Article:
Danuta Grusnecka Halina Szkoda Czesław Barnacki Edward Kocik
Krystyna Szkoda Irena Dutkiewicz Janusz Gowin Ryszard Szopa
Dorota Zielińska Jadwiga Pirog    
Krystyna Pirog Danuta Witek    
Władysława Witek      
Headmaster Mr. A Gockler and teacher Mrs. M. Kułakowska 1953.
 

Nursery school 1955

Junior children with their teachers - 1955

Nursery school

Nursery children having their morning one third pint of milk

 

Later Mr. J. Kuchn taught primary classes on site 4, intermediate classes were on site 1, advanced classes on site 2.  Other teachers were Mrs. Maria Kułakowska and Mr. M.S. Romanek.  The education authorities were very aware that English had to be taught not only to the children but also to the adult population.  Adult education evening classes were established and, despite the distances between the sites, were well attended.  Teachers cycled  from site to site which was most unsatisfactory, specially on dark cold evenings.

 
CULTURE AND TRADITION
 

Polish culture steeped in tradition is deep rooted in every Polish heart. Wherever they find themselves and whatever fate may throw at them they try to keep up all the traditions. 3rd May Constitution Day,  Independence Day, religious ceremonies, like Corpus Christi and Christ the King,  St. Nicholas " Święty Mikołaj", Christmas Eve "Wigilja" and midnight mass "Pasterka" to mention just a few.

 

Melton Mowbray Folk dance group

Dancing the“Krakowiak”1955/6

A group of children in their traditional “Krakowski” costumes

 

Photos taken in the camp in the 1950s

Celebrating  Constitution day the 3rd May 1791

Celebrating Independence day 11th November 1918

 

Children  celebrating St Nicholas day

Nativity scene

 

A celebration,  possibly end of the school year 1957

 
A VISIT TO THE CAMP BY GENERAL WŁADYSŁAW ANDERS
 

Article from the Melton Mowbray Times 23/2/1951

 

On the 18 of February 1951 Melton camp  welcomed General Anders, commander of the Polish Second Corps that fought in Italy. Over 500 men, women and children from Melton and neighbouring camps gave him a tumultuous welcome. The General spent the day at the camp and attended Mass at the camp's chapel before a get-together in the afternoon in the main  hall.

 

Article found in the  Melton Mawbary Times  23rd. Feb. 1951

 

 

Melton Cracovia football team from the 1950s

 
 

Sport provided many opportunities for meeting English people. Every week the camp's Sports Club "Cracovia" played football and table-tennis matches against local teams like Waltham, Scalford, Long Clawson, Ashford, Holwell Works and many others. It should  by noted that the Club included a number of English players.

 

Over the years the team played against other Polish teams from different camps and on a number of occasions took part in the General Anders Cup finals played in Cannock

 

 

PEOPLE AND THEIR HOMES.
 

Having a trade such as cobbler  also provided extra income.

Józef, Maria and Stefan Sobko outside their hut, net curtains in the windows made the Nissen hut more homely 1954

Jan Kołodziejczyk and Krzysio Wojtak 1955/6

 

Mr. and Mrs. Maj with their daughters Halina and Bożena.

Outside their Nissen hut home enhanced by flowers are; Musiek Łętowski, with his mother and friends.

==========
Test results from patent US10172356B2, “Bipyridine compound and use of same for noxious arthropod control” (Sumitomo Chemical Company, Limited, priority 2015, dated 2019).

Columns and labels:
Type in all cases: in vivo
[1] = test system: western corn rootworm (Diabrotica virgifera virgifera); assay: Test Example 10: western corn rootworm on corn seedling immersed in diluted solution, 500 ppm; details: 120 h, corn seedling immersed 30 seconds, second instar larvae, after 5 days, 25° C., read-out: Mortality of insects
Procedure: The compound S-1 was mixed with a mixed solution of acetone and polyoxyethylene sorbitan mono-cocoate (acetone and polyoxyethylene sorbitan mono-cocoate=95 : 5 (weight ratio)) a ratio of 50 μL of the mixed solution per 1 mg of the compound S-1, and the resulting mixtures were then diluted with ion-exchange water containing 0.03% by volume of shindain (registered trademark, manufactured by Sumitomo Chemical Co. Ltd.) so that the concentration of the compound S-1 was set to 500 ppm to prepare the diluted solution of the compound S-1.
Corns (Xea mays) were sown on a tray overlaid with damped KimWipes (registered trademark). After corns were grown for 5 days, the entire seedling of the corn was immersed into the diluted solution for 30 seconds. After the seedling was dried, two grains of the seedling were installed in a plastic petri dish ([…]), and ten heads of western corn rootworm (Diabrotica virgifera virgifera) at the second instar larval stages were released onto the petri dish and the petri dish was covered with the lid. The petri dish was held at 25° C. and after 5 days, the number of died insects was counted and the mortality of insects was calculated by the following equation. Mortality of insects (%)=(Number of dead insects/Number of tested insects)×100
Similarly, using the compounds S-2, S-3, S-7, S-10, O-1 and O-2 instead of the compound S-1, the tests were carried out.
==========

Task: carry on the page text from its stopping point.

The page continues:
Jan Powroźnik, with his bike, outside the hut he lived in.

Stefania and Sylwester Konopa 1954

Irena Grzybowska and Janek Kołodziejczyk

 

Szczepan Wojtak:-  On the 10th of February 1940 the Wojtak family, father Józef, mother Maria and their children Stanisław, Antoni, Szczepan, Franciszka, Karol and  Wacław were deported to Uzbekistan.  In 1942 with the announcement of an amnesty the family made a bid for freedom.  Sadly Józef died in Uzbekistan. The older sons, Stanisław and Antoni, joined the Polish army while mother Maria and her younger siblings Wacław, and  twins Franciszka and Szczepan were sent to Masindi camp in Africa.

 

In 1948 the family sailed to England on the MV Winchester Castle (Union-Castle Mail Steamship Company Ltd.) from Mombasa with 790 Polish displaced persons arriving in Southampton on the 15th August 1948. The family now reunited settled in Melton Mowbray camp. 

 

A very poignant photo taken in Pahlavi Persia 1942.  Maria Wojtak with two of her sons Antoni, now in the army, and the youngest  Karol.

1954 Szczepan  and Hela on their  wedding day

 

Hela Kołodziejczyk,  her widowed mother Julia and three surviving siblings Adela  Tadeusz  and Jan  managed to escape  from Archangel in Russia where they were deported to in 1940.  Tadeusz and Jan  joined the newly formed General Anders army in 1942 which enabled the family to leave Russia and while the boys went on with the army Julia and her young daughters were sent to Abercorn North Rhodesia. In 1948 they came to the UK on board the HMT Empire Ken and the family were reunited in Melton Mowbary camp. Hela was sent to Stowell Park girls school to finish her education. 

 

Living in a close knit community Szczepan  became an active member in the camp’s Ex-Combatant’s Association (SPK),  he  was a founder member of a band in which he played the cornet,

 
For many years both Szczepan and Hela were deeply involved and sung in the  camp’s choir. In later years he became their chairman.
 

As the camp was in the process of closing down Szczepan and Hela bought a  property in Sandy Lane, so when in 1961 the Polish community in Melton purchased a plot opposite Sandy Lane to build a new Polish Church. Both Szczepan and Hela were closely involved with the project raising money and physically helped in building the church.

 
 
 
Adam Gackowski on the accordion Szczepan Wojtak on the cornet
Tadeusz Kubacki on the violin Zygmunt Wrona on drums
 
 

The Band

 
 

Choir

 

The conductor:-  Ryszard Jusiński

Marysia Stenzel, Teresa Manicka, Wanda Woch, Stefania Konopa, Hela Wojtak, Genowefa Bielska, MarysiaWłodarska,

Teresa Wrzyszcz, Bożena Woch, Krysia Woch, Iwona Boniewicz, Jasia Klecuń,  Gertruda Nowicka,

Czesia Bieniawska, Henia Smreczak.

 

Jan Wyśniewski, Grzegorz Mazar, Józef German,

Stanisław Zakościelny and chairman Szczepan Wojtak.

 
Just some of the names.
 

In 1973 The choir joined forces with four other Polish choirs from the Midland area performing a program of Christmas carols in Polish and   Latin. To encourage an English audience to attend, the concert was held in the Corn Exchange.

 

 
 
Page 1 Current
 Page 2  Tadeusz Stenzel Story
Home
 

Life in a typical Polish DP Camp Northwick Park

in Gloucestershire

List and Information

on other family CAMPS

Education

Polish Boarding Schools

Ships' Names and passenger lists

of  Polish DPs from Africa and Europe.

List of Polish Resettlement Corps Camps

.1946-1948

Messageboard and  

Guest book

Your

personal

 STORIES

Archive

Guestbook

Contact

 Links